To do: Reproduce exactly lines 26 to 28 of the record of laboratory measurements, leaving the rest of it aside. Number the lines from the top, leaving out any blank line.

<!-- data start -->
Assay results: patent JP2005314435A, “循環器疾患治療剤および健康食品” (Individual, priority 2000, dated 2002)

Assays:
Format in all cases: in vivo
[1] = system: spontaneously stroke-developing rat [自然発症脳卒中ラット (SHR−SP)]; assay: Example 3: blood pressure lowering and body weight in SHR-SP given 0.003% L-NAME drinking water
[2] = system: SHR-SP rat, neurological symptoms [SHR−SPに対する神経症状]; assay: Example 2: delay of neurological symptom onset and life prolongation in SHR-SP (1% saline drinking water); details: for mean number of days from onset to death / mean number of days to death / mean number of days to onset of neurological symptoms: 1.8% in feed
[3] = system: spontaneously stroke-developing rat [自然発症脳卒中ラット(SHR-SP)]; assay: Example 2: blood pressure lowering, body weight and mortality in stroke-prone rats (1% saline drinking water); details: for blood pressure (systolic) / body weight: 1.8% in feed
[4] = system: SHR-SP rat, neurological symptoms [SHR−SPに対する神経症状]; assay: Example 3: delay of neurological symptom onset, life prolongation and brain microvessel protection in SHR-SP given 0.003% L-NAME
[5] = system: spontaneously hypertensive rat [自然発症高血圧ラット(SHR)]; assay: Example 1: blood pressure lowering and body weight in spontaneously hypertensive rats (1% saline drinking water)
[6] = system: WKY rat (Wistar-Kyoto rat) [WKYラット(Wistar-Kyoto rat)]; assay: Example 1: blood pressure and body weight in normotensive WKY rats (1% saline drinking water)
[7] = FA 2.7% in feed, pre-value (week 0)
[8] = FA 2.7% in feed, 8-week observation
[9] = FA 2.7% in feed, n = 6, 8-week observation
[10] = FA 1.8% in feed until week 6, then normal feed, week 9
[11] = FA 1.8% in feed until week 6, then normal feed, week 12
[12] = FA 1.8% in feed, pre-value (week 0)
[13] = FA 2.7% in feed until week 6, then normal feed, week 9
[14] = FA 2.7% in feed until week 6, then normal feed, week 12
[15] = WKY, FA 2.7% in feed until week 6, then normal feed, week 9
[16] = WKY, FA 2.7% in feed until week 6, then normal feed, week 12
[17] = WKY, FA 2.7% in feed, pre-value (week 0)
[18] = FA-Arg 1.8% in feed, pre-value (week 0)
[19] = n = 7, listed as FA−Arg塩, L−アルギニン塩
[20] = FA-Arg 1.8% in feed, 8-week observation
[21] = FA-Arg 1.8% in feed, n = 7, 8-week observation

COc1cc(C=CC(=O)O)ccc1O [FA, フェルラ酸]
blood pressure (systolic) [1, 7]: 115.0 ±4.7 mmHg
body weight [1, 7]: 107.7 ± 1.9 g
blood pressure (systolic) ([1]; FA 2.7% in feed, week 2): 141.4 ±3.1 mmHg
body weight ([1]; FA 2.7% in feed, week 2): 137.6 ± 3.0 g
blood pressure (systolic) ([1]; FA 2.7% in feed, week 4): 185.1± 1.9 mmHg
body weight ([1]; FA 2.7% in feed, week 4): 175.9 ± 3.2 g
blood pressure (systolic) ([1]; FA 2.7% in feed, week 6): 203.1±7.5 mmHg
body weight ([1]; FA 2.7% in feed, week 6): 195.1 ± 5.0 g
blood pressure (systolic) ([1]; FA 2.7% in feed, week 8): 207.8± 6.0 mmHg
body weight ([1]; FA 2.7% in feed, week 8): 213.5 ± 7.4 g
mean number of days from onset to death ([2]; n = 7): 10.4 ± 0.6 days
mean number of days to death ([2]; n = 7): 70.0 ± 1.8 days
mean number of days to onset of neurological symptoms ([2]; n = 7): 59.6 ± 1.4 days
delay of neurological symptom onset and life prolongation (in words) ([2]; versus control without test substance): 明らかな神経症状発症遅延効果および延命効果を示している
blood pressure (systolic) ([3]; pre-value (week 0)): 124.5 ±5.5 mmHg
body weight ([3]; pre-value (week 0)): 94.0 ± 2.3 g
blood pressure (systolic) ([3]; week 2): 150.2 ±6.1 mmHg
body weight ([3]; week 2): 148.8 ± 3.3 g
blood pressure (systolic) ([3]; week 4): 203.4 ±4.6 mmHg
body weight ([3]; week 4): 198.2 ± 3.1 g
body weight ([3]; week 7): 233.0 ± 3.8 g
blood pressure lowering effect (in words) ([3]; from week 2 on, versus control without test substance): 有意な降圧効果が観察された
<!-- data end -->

blood pressure (systolic) [1, 7]: 115.0 ±4.7 mmHg
body weight [1, 7]: 107.7 ± 1.9 g
blood pressure (systolic) ([1]; FA 2.7% in feed, week 2): 141.4 ±3.1 mmHg